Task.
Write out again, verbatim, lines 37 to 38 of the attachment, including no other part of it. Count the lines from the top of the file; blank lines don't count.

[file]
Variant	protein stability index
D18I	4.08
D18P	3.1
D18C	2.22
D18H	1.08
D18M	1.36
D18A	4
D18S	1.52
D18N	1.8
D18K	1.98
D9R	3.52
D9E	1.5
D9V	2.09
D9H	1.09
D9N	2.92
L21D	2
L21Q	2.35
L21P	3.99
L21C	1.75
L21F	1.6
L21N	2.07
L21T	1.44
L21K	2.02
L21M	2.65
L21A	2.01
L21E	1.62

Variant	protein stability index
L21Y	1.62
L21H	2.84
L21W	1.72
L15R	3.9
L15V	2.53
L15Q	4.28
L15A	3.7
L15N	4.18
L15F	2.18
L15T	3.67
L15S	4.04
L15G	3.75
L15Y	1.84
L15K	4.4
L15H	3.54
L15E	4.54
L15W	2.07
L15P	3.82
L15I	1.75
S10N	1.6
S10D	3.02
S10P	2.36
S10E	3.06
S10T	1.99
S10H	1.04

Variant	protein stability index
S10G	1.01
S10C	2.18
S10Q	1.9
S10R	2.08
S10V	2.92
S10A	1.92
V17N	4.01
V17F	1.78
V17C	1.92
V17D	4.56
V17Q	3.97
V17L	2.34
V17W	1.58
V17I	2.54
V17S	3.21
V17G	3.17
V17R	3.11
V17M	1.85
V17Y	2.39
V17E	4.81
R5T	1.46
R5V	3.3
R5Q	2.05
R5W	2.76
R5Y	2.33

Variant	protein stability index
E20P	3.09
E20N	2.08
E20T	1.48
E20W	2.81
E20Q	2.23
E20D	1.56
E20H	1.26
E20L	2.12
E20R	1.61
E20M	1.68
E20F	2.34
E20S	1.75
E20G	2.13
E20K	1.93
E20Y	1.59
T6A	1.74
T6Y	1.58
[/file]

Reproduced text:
L15T	3.67
L15S	4.04